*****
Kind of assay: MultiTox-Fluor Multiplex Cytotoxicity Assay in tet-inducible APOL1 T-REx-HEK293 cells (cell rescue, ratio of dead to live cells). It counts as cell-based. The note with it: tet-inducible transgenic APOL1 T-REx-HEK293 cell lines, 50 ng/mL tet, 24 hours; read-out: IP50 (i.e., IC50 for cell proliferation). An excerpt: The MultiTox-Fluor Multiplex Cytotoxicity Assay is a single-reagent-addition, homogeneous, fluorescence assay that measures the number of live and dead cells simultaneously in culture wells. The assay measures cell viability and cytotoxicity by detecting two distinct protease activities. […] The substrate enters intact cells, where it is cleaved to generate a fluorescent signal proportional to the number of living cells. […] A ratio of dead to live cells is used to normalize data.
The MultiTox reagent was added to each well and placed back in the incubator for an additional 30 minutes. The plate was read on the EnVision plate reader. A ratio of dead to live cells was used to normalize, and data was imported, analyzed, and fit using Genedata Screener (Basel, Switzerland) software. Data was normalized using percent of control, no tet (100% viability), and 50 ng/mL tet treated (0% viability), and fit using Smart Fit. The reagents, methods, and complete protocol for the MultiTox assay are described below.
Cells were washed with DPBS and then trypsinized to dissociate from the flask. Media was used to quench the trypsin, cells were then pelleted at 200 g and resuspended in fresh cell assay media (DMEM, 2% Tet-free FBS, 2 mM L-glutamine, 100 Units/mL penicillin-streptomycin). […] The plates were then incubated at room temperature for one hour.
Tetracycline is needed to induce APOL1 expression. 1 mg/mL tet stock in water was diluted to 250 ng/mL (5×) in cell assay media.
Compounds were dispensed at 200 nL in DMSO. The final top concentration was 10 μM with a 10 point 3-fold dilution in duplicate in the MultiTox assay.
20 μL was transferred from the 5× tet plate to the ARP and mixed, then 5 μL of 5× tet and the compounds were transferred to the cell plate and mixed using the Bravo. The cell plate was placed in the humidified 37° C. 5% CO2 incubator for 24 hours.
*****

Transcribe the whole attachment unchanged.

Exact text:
Kind of assay: MultiTox-Fluor Multiplex Cytotoxicity Assay in tet-inducible APOL1 T-REx-HEK293 cells (cell rescue, ratio of dead to live cells). It counts as cell-based. The note with it: tet-inducible transgenic APOL1 T-REx-HEK293 cell lines, 50 ng/mL tet, 24 hours; read-out: IP50 (i.e., IC50 for cell proliferation). An excerpt: The MultiTox-Fluor Multiplex Cytotoxicity Assay is a single-reagent-addition, homogeneous, fluorescence assay that measures the number of live and dead cells simultaneously in culture wells. The assay measures cell viability and cytotoxicity by detecting two distinct protease activities. […] The substrate enters intact cells, where it is cleaved to generate a fluorescent signal proportional to the number of living cells. […] A ratio of dead to live cells is used to normalize data.
The MultiTox reagent was added to each well and placed back in the incubator for an additional 30 minutes. The plate was read on the EnVision plate reader. A ratio of dead to live cells was used to normalize, and data was imported, analyzed, and fit using Genedata Screener (Basel, Switzerland) software. Data was normalized using percent of control, no tet (100% viability), and 50 ng/mL tet treated (0% viability), and fit using Smart Fit. The reagents, methods, and complete protocol for the MultiTox assay are described below.
Cells were washed with DPBS and then trypsinized to dissociate from the flask. Media was used to quench the trypsin, cells were then pelleted at 200 g and resuspended in fresh cell assay media (DMEM, 2% Tet-free FBS, 2 mM L-glutamine, 100 Units/mL penicillin-streptomycin). […] The plates were then incubated at room temperature for one hour.
Tetracycline is needed to induce APOL1 expression. 1 mg/mL tet stock in water was diluted to 250 ng/mL (5×) in cell assay media.
Compounds were dispensed at 200 nL in DMSO. The final top concentration was 10 μM with a 10 point 3-fold dilution in duplicate in the MultiTox assay.
20 μL was transferred from the 5× tet plate to the ARP and mixed, then 5 μL of 5× tet and the compounds were transferred to the cell plate and mixed using the Bravo. The cell plate was placed in the humidified 37° C. 5% CO2 incubator for 24 hours.